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Timing & preparation for the diabetic eye

While it is not the ophthalmologist’s role to manage a patient’s diabetes, there are things they can do to optimise surgical outcomes

Leigh Spielberg

Posted: Friday, March 1, 2019

As a vitreoretinal and cataract surgeon, reading “diabetes mellitus” in a medical chart sets all the alarm bells ringing even before the patient enters the examination room. Undesirable scenarios pop into my head: early-onset cataract with suboptimal pupillary dilation, postoperative macular oedema, systemic comorbidities and anticoagulant use…

It always takes a moment or two before I manage to reassure myself that our current, collective knowledge of the ocular complications of the disease is sufficient to manage (or, preferably, prevent) anything we come across these days. But is this true? Can we?

The risks of cataract surgery in the diabetic patient can be divided into the standard surgical complications and diabetes-related complications, the latter of which can be further subdivided into progression of diabetic retinopathy and appearance or worsening of DME.

And although diabetic retinopathy does not seem to worsen due to cataract surgery, diabetes itself is a risk factor for disappointing visual outcomes.


Professor Morten la Cour

“Poor visual outcome after cataract surgery in diabetics is more closely correlated with poor metabolic control rather than the surgical trauma itself,” said Professor Morten la Cour, University of Copenhagen, Denmark, during the ESCRS/ EURETINA Symposium: The Diabetic Eye at the combined 18th EURETINA Congress and 36th Congress of the ESCRS in Vienna in September 2018.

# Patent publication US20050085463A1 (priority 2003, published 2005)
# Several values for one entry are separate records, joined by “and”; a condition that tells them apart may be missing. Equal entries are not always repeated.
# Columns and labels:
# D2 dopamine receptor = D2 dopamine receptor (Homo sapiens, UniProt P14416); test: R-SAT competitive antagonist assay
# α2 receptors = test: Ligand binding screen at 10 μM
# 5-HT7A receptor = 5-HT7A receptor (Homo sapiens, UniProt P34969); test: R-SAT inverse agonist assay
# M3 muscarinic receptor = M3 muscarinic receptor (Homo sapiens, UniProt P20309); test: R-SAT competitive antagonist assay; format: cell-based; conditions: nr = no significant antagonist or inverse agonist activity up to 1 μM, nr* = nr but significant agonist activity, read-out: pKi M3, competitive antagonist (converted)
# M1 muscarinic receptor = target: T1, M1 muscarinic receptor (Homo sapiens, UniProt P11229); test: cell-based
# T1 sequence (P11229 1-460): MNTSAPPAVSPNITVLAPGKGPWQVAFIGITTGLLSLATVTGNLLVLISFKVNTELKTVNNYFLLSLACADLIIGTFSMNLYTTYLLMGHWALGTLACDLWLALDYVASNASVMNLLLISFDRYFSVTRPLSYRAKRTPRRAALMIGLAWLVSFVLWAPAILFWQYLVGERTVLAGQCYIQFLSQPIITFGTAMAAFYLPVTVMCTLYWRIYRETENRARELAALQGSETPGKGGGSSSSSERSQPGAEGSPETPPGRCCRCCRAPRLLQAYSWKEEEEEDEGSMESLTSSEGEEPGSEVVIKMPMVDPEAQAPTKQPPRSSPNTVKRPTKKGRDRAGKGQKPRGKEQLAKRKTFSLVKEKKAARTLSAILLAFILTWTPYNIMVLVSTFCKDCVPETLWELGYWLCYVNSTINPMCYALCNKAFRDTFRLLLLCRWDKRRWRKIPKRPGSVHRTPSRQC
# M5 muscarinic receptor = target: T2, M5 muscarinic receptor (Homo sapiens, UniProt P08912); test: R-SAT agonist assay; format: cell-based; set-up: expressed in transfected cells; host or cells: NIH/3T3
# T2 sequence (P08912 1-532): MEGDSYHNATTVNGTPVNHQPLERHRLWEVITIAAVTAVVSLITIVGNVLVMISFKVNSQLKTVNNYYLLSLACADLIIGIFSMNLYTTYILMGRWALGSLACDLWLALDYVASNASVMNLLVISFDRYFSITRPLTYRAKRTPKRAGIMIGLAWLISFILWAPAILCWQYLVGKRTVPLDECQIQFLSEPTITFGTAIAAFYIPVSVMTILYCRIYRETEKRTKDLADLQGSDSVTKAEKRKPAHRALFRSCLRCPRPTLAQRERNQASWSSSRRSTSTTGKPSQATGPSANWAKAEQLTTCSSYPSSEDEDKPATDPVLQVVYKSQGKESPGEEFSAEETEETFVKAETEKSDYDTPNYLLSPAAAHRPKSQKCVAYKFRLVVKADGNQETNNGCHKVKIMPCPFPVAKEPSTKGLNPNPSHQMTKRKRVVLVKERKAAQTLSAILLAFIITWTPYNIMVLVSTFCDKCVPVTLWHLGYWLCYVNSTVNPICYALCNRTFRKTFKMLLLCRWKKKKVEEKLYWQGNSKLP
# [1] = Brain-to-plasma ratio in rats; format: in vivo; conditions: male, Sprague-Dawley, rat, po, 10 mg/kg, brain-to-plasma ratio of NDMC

“Diabetes mellitus, even in the absence of diabetic retinopathy or pre-existing DME, is the most significant risk factor for postoperative macular oedema,” said Dr la Cour. The risk of postoperative diabetic macular oedema (pDME) is 1.8 times higher after cataract surgery in diabetics, and increases with the severity of the diabetic retinopathy. This risk increases with longer duration of diabetes and poorer metabolic control.

As ophthalmologists, we have a very limited role in the management of the diabetes itself. However, there are several things that we can do to optimise surgical outcomes.

“Before referring my diabetic patients for cataract surgery, I make sure that the retinal situation is as good as it can possibly be,” says Julie De Zaeytijd, a medical retina specialist at Ghent University Hospital in Belgium. She tailors the treatment plan to each individual patient depending on their prior history and the current situation.

DME
“In diabetic patients with no prior history of DME, the preoperative preparation does not differ from that of non-diabetic patients: preoperative NSAID drops suffice,” says Dr De Zaeytijd. Perioperative topical NSAID is superior to topical steroid monotherapy in the prevention of postoperative CME in both diabetics and non-diabetics, so NSAID prophylaxis should thus be used in all diabetics.

However, pre-existing DME should be treated prior to performing cataract surgery. “If the patient is already suffering from DME, I prescribe three monthly anti-VEGF injections. I then plan the phaco one week after the last injection and pre-plan an appointment to see my patient three weeks after surgery,” she says.

What about patients with a history of DME but whose foveas are currently ‘dry’ when cataract surgery is planned? “These patients receive an anti-VEGF injection one week prior to cataract surgery,” she says, the timing of which her administrative staff coordinates with the surgeon’s planning team.